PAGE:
The Crazy Housing Market :: Why It’s Up and When Will It Go Down?
We have officially outgrown our 1800 square feet, three bedroom house and are in the market for a new home for our growing family. It’s a terrible time to be house hunting.
I used to laugh at the show “House Hunters” because it seemed like every couple had off-the-wall careers like butterfly harvester and local co-op farmer, but had a budget of $750,000. These days, it feels as though everyone in the housing market needs a budget like that. It had me wondering why is the market so crazy right now and when will it come back down? I love learning and I started researching to find out these answers in the hopes that an easier new home search is in my future.
The housing market over the last two years has been insane with the price of housing setting a record high and the inventory of homes setting a record low. Just do a quick search on Zillow, Trulia, or Realtor and the asking price of a very modest two bedroom home will blow your mind. The good news is the Louisiana median home price is lower than the national average at $221,000. But does this mean I need a budget of half a million dollars for a 2,000 square foot home, because it sure seems that way, yikes!
Why the sudden increase in price and low inventory?
The economy began shifting two years ago and we saw price inflation everywhere from gas to groceries. To keep up with inflation, the Federal Reserve raised interest rates. This raised mortgage rates for home buyers. As a result, two things happened: buyers quickly made offers on available housing in an effort to lock in a certain interest rate before it went up and sellers stayed put and decided against selling and dealing with higher mortgage rates.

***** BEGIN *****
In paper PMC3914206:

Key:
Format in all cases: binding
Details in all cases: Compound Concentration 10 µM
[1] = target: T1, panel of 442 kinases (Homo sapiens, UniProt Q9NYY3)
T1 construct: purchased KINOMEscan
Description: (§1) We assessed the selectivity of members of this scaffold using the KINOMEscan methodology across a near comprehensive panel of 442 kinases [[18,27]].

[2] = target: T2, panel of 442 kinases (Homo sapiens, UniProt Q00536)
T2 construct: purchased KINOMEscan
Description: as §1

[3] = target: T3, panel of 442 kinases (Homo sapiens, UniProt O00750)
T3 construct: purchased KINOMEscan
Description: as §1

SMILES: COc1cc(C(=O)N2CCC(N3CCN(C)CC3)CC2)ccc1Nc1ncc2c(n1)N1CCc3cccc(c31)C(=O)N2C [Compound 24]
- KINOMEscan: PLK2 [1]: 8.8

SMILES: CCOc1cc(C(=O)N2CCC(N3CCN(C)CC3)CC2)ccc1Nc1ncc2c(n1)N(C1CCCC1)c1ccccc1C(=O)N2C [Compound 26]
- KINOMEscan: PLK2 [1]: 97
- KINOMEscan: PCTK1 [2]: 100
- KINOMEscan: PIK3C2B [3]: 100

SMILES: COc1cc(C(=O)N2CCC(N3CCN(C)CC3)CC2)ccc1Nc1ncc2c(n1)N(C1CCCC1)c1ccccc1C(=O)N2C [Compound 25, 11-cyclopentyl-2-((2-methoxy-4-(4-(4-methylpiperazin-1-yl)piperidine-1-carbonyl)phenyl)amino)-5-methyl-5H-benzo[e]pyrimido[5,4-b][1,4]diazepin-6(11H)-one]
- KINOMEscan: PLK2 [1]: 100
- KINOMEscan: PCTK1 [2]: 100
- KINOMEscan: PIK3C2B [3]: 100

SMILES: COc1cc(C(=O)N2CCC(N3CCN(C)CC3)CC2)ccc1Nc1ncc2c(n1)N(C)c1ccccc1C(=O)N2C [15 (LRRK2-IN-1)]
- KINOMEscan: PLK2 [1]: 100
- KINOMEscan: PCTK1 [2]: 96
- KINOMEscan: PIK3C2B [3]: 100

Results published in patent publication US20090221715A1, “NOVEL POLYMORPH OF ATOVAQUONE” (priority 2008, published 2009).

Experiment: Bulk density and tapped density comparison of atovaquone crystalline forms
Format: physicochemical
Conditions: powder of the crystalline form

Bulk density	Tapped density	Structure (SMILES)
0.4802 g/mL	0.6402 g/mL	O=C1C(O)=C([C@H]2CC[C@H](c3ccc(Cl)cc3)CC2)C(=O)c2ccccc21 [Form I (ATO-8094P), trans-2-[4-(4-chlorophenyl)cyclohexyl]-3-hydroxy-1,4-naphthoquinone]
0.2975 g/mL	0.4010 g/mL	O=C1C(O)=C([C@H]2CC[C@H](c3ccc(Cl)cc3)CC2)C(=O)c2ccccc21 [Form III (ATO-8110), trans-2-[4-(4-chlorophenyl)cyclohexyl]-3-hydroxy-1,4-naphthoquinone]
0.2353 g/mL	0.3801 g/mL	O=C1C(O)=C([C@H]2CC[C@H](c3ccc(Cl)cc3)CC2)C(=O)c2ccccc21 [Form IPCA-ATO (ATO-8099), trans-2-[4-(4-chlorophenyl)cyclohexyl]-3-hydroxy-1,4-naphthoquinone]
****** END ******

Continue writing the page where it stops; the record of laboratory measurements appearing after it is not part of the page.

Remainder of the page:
What does the BR housing market look like in numbers?
In December 2021, there were 385 homes sold after an average of 22 days on the market. In December 2022, there were 204 homes sold after an average of 35 days on the market. Homes in Baton Rouge receive two offers on average and are priced at around $130 a square foot in a typical market.
Does this mean the housing market is improving in 2023?
Yes and no. Forbes predicts more advantages for buyers by having more homes for sale. But increased inventory is the result of houses taking longer to sell because of affordability. This means we are still going to have higher than normal pricing and mortgage rates aren’t expected to fall all that much, maybe to 5.7%. Home prices may fall compared to what they were in 2022 but we will still get sticker shock at asking prices. Economists are calling 2023 a “nobody’s market.” Lovely.
So what do we do?
Life doesn’t stop just because we are in a crummy housing market. People are still getting new jobs and relocating, having babies, and needing new homes. The solution to the dilemma is to shop around. The competition isn’t what it was last year where you had to make an offer immediately or risk losing out on the home. With more inventory on the horizon, this means it is okay to take your time in finding the perfect home for your family and your budget. You also have time to shop around for the perfect mortgage rate, even an adjustable rate mortgage. Taking out an adjustable rate mortgage instead of a typical 30 year fixed rate mortgage to finance 80% of a home price saves buyers $225 per month on average for the first five years. Be prepared by using online loan calculators to figure out what you can afford and carefully look over all of the loan disclosures for your options.
When is the best time to buy?
When it is cold! Spring and summer months are the worst time to buy with homes at prices above market value. Economists say May is the absolute worst month for finding a deal. The best time to buy a house is fall and early winter. January had the lowest prices for winter months, but realtors predict March to have the best inventory. This means shop around now or wait until the fall.
While I am eager to get into a new home that fits our growing family, I am patiently waiting for the right fit. To combat my restlessness with our current busting-at-the-seams situation, I tell myself home is wherever we are together.